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RICHFIELD — For some people, diet and lifestyle changes aren't enough to lose weight. On the advice of their doctor, bariatric surgery may be an option.
Richfield mother of five Mckenzi Wyatt said she struggled with her weight for years and tried every weight loss program out there.
"It would work for a little bit, then it would just stop," she said.
Dr. Preston Gilbert at Intermountain Healthcare's Sevier Valley Hospital recommended bariatric surgery for Wyatt. The surgery involves making internal physical changes to the digestive system to help a person lose weight.
To be successful, patients must make a total lifestyle change. To support that, they go through an 18-month process of education and multiple follow-up appointments after the surgery.
Before surgery, patients also undergo nutritional, psychological and exercise evaluations.
"There's a stigma out there that if people have been undisciplined, or haven't lost weight, it's because they need to work harder, but our physiology actually works against (losing weight)," Gilbert said.
Wyatt has lost over 60 pounds since having the surgery in April. She said it's been life-changing.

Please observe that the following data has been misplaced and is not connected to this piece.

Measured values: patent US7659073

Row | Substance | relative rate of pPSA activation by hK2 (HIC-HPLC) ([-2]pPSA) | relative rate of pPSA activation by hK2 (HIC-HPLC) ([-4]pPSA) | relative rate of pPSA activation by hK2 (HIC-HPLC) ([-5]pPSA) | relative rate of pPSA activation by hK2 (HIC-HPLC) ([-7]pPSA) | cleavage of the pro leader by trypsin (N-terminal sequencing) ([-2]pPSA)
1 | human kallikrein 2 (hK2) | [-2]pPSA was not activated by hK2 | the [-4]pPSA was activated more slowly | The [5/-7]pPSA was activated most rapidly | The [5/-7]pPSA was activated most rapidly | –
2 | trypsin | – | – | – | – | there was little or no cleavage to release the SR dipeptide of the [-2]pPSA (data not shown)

"I am very thankful," she said. "I have my life back."
Bariatric surgery is not for everyone, though. Gilbert said that if a person has one or more of the following, weight loss surgery may be a good option:
- A Body Mass Index (BMI) greater than 35, with one or more obesity-related conditions.
- BMI greater than 40.
- 100 pounds or more to lose.
- Medically managed weight-loss programs have failed to help you reach a healthy weight.
You might not be eligible if any of the following applies:
- Your obesity is related to an untreated metabolic or endocrine disorder.
- You have an untreated history of substance abuse or untreated major psychiatric disease.
- You have health conditions that are severe enough that surgery would be dangerous.
- You want to become pregnant within the next 18 months.
Gilbert said bariatric surgery requires a lifelong commitment following the procedure — patients will have to continue to take vitamin supplements, follow a strict diet and participate in regular exercise.
Intermountain Healthcare operates five weight loss surgery centers, including at Cassia Regional Hospital in Burley, Idaho; LDS Hospital in Salt Lake City; Utah Valley Hospital in Provo; St. George Regional Hospital; and at Sevier Valley Hospital in Richfield.
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